NEW YORK - Over a two-decade directing career, Spike Jonze has often been about the big hook, visually and conceptually. In his videos and films, he's offered up plenty of ideas, and made them look sharp to boot. But could he square all that with a gently told romance? That's the question posed by “Her,”  Jonze's future-set, Joaquin Phoenix-starring story of love and technology - and answered with a resounding yes. The new movie lands on multiple levels and, not surprisingly, received a rapturous response Saturday night at the New York Film Festival, where it made its world premiere.
ENTERTAINMENT
November 3, 2013 | By Jessica Gelt
Nothing summed up the tumult and chaos of the inaugural YouTube Music Awards like webcast director Spike Jonze's final words to host Jason Schwartzman after 88 minutes of unscripted freakiness. "I think we're done," said an exhausted-looking Jonze, having just shimmied out of the strange white protective spacesuit-looking thing he was wearing, likely to protect himself from the chalk and fairy dust that was unleashed during singer M.I.A's performance. Schwartzman too deemed that an appropriate farewell for the night, and he repeated the phrase.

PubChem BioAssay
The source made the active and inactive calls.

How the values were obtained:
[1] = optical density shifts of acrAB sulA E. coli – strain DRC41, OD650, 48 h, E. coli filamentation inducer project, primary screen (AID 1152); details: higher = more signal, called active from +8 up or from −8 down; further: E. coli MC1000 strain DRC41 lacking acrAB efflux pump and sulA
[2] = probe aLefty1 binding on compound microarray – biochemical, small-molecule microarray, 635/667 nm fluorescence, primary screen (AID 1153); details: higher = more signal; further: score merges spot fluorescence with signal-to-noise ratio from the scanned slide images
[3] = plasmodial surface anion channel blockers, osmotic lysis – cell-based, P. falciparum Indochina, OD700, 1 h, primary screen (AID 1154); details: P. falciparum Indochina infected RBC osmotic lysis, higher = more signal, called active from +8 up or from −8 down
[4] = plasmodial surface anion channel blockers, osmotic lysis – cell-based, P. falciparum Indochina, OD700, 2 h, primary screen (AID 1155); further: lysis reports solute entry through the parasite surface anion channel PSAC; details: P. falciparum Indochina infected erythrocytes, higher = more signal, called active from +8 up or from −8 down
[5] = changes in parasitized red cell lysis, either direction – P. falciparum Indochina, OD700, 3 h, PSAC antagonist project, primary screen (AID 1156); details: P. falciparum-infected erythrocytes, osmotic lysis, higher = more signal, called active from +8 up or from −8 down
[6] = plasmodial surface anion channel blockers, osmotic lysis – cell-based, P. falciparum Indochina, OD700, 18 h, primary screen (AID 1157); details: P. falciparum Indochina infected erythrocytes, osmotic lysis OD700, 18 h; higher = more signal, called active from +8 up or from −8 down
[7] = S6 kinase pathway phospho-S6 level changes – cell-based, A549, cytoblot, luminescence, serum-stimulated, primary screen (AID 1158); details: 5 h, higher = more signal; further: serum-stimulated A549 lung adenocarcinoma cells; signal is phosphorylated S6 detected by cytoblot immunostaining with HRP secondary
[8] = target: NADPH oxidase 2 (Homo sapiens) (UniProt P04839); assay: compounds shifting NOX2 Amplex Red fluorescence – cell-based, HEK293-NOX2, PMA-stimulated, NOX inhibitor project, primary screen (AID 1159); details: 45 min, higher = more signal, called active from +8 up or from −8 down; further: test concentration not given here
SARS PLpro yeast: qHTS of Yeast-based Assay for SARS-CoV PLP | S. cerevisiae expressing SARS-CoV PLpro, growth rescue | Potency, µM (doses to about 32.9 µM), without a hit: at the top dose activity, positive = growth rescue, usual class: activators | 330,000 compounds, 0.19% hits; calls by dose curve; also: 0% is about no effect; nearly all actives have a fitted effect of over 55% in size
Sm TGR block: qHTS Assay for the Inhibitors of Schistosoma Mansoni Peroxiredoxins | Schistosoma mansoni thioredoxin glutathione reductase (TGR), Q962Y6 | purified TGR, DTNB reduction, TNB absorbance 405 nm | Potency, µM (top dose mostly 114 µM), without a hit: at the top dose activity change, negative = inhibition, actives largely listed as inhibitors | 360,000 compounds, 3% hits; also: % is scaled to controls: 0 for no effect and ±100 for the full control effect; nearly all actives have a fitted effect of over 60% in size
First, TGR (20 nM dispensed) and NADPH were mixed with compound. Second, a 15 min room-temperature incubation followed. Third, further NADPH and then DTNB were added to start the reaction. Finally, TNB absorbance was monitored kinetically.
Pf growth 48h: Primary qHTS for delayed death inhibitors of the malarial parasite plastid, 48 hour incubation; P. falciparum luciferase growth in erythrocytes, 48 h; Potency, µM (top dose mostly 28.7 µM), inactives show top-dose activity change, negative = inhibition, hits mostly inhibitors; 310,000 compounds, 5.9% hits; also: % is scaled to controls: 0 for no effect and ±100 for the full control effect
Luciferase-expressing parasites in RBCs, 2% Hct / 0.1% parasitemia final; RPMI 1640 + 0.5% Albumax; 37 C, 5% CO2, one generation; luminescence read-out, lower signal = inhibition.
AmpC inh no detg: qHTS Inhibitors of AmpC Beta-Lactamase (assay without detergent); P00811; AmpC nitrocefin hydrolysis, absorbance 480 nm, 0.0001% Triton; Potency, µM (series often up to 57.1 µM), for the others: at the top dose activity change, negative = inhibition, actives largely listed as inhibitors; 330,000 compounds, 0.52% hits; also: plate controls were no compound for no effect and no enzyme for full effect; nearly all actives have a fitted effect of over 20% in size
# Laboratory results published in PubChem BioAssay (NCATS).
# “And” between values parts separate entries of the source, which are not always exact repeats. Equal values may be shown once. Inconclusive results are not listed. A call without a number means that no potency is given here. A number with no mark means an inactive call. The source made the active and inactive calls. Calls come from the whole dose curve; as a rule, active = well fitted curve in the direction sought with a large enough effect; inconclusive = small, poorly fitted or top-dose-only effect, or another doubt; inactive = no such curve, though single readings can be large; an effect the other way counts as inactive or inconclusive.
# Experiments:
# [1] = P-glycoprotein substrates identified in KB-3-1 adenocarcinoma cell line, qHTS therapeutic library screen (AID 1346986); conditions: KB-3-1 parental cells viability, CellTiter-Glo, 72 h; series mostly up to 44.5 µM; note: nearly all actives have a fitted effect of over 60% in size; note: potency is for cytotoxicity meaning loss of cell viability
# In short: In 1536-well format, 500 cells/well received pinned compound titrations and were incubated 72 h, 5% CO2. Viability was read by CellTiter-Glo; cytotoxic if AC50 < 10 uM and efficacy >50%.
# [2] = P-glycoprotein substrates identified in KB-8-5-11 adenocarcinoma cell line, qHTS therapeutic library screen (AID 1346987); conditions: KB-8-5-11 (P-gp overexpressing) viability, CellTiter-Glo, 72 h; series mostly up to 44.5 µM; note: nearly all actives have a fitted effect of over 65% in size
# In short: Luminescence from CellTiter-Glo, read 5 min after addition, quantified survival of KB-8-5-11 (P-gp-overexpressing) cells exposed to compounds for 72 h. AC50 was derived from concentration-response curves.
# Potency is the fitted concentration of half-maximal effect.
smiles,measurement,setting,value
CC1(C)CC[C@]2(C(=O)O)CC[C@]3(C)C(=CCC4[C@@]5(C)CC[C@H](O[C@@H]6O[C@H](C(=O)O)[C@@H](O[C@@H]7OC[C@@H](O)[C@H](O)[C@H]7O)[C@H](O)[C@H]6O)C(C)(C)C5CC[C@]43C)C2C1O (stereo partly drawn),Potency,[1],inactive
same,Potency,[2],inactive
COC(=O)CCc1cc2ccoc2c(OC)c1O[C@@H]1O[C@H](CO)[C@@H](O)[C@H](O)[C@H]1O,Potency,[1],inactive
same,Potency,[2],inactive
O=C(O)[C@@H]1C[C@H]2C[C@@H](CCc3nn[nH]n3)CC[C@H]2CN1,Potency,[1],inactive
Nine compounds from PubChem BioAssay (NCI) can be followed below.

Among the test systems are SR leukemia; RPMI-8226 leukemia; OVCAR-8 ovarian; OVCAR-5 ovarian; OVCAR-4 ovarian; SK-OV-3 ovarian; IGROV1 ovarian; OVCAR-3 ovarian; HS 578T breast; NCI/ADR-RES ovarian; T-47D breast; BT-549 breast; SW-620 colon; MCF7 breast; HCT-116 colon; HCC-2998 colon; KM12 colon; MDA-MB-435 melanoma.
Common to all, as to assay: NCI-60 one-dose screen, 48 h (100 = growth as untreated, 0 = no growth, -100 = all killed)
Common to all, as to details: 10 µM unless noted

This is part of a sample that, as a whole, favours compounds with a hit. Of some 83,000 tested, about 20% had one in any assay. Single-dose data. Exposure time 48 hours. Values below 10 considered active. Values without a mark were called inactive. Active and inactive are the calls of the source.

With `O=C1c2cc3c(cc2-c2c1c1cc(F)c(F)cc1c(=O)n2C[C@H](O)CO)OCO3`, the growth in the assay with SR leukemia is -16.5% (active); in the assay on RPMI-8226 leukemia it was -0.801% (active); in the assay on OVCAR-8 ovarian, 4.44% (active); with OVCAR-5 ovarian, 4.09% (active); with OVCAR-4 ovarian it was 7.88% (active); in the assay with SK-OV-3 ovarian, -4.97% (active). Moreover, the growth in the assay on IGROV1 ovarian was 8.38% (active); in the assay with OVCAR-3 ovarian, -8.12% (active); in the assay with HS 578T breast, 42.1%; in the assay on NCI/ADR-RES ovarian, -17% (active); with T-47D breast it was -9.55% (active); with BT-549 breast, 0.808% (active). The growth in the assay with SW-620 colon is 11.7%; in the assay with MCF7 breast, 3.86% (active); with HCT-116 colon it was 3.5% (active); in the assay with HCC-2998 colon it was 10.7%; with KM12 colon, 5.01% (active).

ENTERTAINMENT
May 8, 2013 | By Chris Lee
A trio of splashy, late entries to the Los Angeles Film Festival were announced Wednesday: the mega-budget summer movies “Man of Steel” and “Monsters University,” as well as an in-person discussion with indie auteur Spike Jonze that will include footage from his upcoming feature, “Her.”   On June 12 -- one day before LAFF kicks off at downtown Los Angeles' L.A. Live in earnest and two days before the film's release -- the festival...
ENTERTAINMENT
February 13, 2014 | By Michael Ordoña